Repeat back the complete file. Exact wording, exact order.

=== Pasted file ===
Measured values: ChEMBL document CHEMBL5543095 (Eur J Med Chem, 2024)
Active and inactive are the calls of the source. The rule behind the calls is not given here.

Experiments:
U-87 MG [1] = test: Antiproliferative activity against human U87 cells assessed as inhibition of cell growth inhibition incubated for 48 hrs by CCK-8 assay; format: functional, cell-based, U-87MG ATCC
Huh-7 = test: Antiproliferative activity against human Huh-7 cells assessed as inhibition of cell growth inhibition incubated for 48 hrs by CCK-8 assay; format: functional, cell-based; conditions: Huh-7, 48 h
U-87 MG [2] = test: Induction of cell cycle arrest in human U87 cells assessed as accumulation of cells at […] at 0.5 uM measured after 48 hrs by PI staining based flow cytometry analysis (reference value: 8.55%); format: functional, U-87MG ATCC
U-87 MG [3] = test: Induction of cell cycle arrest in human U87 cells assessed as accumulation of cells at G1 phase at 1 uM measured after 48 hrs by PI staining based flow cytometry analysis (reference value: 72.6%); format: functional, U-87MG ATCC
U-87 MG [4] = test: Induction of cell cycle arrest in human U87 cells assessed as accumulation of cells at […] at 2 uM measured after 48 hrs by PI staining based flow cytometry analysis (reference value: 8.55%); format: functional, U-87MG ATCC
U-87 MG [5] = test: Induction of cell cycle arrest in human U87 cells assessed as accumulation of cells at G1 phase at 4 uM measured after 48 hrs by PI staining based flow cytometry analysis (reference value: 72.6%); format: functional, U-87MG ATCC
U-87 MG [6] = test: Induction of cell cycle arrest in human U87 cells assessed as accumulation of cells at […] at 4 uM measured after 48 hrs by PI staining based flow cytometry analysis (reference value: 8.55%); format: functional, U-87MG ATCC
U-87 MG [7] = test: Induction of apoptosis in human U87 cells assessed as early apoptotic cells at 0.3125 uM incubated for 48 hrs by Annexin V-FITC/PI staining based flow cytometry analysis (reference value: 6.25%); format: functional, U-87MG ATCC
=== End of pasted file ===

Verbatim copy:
Measured values: ChEMBL document CHEMBL5543095 (Eur J Med Chem, 2024)
Active and inactive are the calls of the source. The rule behind the calls is not given here.

Experiments:
U-87 MG [1] = test: Antiproliferative activity against human U87 cells assessed as inhibition of cell growth inhibition incubated for 48 hrs by CCK-8 assay; format: functional, cell-based, U-87MG ATCC
Huh-7 = test: Antiproliferative activity against human Huh-7 cells assessed as inhibition of cell growth inhibition incubated for 48 hrs by CCK-8 assay; format: functional, cell-based; conditions: Huh-7, 48 h
U-87 MG [2] = test: Induction of cell cycle arrest in human U87 cells assessed as accumulation of cells at […] at 0.5 uM measured after 48 hrs by PI staining based flow cytometry analysis (reference value: 8.55%); format: functional, U-87MG ATCC
U-87 MG [3] = test: Induction of cell cycle arrest in human U87 cells assessed as accumulation of cells at G1 phase at 1 uM measured after 48 hrs by PI staining based flow cytometry analysis (reference value: 72.6%); format: functional, U-87MG ATCC
U-87 MG [4] = test: Induction of cell cycle arrest in human U87 cells assessed as accumulation of cells at […] at 2 uM measured after 48 hrs by PI staining based flow cytometry analysis (reference value: 8.55%); format: functional, U-87MG ATCC
U-87 MG [5] = test: Induction of cell cycle arrest in human U87 cells assessed as accumulation of cells at G1 phase at 4 uM measured after 48 hrs by PI staining based flow cytometry analysis (reference value: 72.6%); format: functional, U-87MG ATCC
U-87 MG [6] = test: Induction of cell cycle arrest in human U87 cells assessed as accumulation of cells at […] at 4 uM measured after 48 hrs by PI staining based flow cytometry analysis (reference value: 8.55%); format: functional, U-87MG ATCC
U-87 MG [7] = test: Induction of apoptosis in human U87 cells assessed as early apoptotic cells at 0.3125 uM incubated for 48 hrs by Annexin V-FITC/PI staining based flow cytometry analysis (reference value: 6.25%); format: functional, U-87MG ATCC